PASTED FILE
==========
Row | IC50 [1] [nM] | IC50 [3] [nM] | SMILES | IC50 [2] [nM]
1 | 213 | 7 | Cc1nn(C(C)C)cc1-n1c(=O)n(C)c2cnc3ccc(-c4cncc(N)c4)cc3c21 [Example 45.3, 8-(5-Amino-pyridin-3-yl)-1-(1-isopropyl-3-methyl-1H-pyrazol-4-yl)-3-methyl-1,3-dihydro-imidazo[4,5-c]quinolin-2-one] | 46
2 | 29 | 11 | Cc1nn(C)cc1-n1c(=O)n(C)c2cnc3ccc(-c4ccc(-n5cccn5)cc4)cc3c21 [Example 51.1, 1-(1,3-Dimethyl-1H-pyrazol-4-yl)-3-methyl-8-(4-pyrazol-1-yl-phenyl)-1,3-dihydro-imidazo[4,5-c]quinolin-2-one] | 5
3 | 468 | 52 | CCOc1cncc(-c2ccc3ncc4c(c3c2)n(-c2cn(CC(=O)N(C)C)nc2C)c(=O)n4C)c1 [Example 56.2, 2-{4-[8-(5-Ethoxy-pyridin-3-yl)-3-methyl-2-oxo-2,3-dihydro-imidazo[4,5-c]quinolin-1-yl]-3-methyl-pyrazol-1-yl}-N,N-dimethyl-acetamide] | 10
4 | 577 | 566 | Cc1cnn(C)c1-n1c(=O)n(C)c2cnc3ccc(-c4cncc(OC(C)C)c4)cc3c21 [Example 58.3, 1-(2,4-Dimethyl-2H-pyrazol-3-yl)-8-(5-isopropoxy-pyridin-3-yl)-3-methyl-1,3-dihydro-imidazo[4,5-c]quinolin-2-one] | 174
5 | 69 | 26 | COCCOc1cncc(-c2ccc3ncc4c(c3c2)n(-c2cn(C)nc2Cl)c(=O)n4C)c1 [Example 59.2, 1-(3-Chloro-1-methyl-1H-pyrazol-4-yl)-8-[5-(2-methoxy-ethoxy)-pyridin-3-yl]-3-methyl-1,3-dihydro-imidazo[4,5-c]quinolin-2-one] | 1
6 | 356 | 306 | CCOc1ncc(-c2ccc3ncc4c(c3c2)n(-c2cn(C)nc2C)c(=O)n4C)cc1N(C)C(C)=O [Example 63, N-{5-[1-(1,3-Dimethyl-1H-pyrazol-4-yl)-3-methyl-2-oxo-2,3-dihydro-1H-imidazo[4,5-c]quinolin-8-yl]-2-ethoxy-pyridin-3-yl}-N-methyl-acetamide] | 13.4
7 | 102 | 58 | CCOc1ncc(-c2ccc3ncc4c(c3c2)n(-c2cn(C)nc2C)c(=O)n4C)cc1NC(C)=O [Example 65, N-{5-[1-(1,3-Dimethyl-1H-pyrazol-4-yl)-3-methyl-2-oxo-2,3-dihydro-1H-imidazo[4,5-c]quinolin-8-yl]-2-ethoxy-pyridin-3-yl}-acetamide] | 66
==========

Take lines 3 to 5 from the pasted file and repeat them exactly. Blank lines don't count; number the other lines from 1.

2 | 29 | 11 | Cc1nn(C)cc1-n1c(=O)n(C)c2cnc3ccc(-c4ccc(-n5cccn5)cc4)cc3c21 [Example 51.1, 1-(1,3-Dimethyl-1H-pyrazol-4-yl)-3-methyl-8-(4-pyrazol-1-yl-phenyl)-1,3-dihydro-imidazo[4,5-c]quinolin-2-one] | 5
3 | 468 | 52 | CCOc1cncc(-c2ccc3ncc4c(c3c2)n(-c2cn(CC(=O)N(C)C)nc2C)c(=O)n4C)c1 [Example 56.2, 2-{4-[8-(5-Ethoxy-pyridin-3-yl)-3-methyl-2-oxo-2,3-dihydro-imidazo[4,5-c]quinolin-1-yl]-3-methyl-pyrazol-1-yl}-N,N-dimethyl-acetamide] | 10
4 | 577 | 566 | Cc1cnn(C)c1-n1c(=O)n(C)c2cnc3ccc(-c4cncc(OC(C)C)c4)cc3c21 [Example 58.3, 1-(2,4-Dimethyl-2H-pyrazol-3-yl)-8-(5-isopropoxy-pyridin-3-yl)-3-methyl-1,3-dihydro-imidazo[4,5-c]quinolin-2-one] | 174